Fact, fiction and the great outdoors feature in an archaeological investigation by storytellers, as David Whetstone explains
Four adventurous storytellers have been engaged in an epic outdoor project, digging up tales which may have been lost to us.
It is about to come to fruition with a series of performances, guided walks and epic bike rides, all with stories aplenty.
The two-year project, called Tales of the Forgotten North, has been supported by the Norhumberland National Park Authority and the Northumberland Coast and North Pennines areas of outstanding natural beauty.
It has taken the group to archaeological sites in Northumberland and the North Pennines.
These include Yeavering Bell in the Cheviots, where the remains of an Iron Age hill fort can be found; Bronze Age cairns overlooking the Ingram Valley; Neolithic rock art at Lordenshaws beneath the Simonside Hills near Rothbury; motte and bailey remains at Elsdon; and the ruins of Thirlwall Castle at Greenhead.
Never let it be said that the raconteurs of A Bit Crack - Chris Bostock, Malcolm Green, Pascale Konyn and Pat Renton - just sit around and tell tales.
In Tales of the Forgotten North they have collaborated with archaeologists Paul Frodsham and Jessica Turner and worked with schools and community groups. The result is a blend of stories old and new which have “emerged” from the various sites, from local history, from conversations and also perhaps from the folklore that echoes down the generations.
Chris Bostock, who admits to being the proud owner of a new hip and knee, explains: “For centuries people have walked Northumberland. They have explored, worked and travelled the land.
“Hunters, farmers, herders and kings have shaped the landscape and left their mark but their stories have sometimes been forgotten.”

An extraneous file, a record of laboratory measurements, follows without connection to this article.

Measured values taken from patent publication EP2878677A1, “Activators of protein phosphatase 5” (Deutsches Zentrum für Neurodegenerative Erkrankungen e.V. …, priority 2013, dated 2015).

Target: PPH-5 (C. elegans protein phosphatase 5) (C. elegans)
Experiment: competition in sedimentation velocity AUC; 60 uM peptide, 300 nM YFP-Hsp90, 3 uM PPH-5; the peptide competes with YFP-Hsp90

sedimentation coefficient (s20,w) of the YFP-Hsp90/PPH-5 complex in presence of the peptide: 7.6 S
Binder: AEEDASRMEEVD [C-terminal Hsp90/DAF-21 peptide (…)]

A Bit Crack’s journey of discovery was to find out what the land and its people could tell us now.
Chris reports that things did not get off to the most auspicious start when two members of the group embarked on a trial walk.
“Malcolm and Pat set off but Pat looked down and found a four-leaf clover and said, ‘This is a wonderful omen’.
“As they proceeded, rehearsing some of the stories they were going to be telling, they got lost.
“A local farmer, in his dressing gown, dragged from his bed, finally guided them back to their car and all for the moment was safe.
“The stories were intact, their bodies were intact but their reputations were in tatters.”
One positive outcome was that the intrepid pair discovered camping spots they wouldn’t otherwise have known about.
Another is expressed by Pat: “I’m a changed woman. Never again will I look for a four-leaf clover at the beginning of a walk with Malcolm Green.”
Tales of the Forgotten North is about to wash over us in a series of public events which promise to be a lot of fun.
First there’s a series of performances in which the gathered stories will be laid before an audience. The first is tonight at 7pm at St Mary’s C of E Middle School in Belford.
Pat and Pascale will tell “mystical and magical stories from the North and a new and wondrous tale about the people who lived at Green Shiel, an Anglo Saxon farmstead on Holy Island”.
Jessica Turner will talk about life in the 9th Century and pupils will also tell the stories they created while working on the project.
Other performances will be at Kirknewton (July 1), Rothbury (July 6), Tarset (July 9) and Greenhead (July 11).
Also coming up are two Story Walks, led by members of A Bit Crack - who promise they now know the way - to one of the archaeological sites.
The first, on July 7, is in the Simonside Hills and the second, on July 9, is at Tarset, near Bellingham.
Then there are the storytelling Bicycle Rides, organised by Sustrans and ranging from eight to 30 miles. They take place on July 6, 8, 9, 10 and 11.
Details, including how to book, are on www.abitcrack.com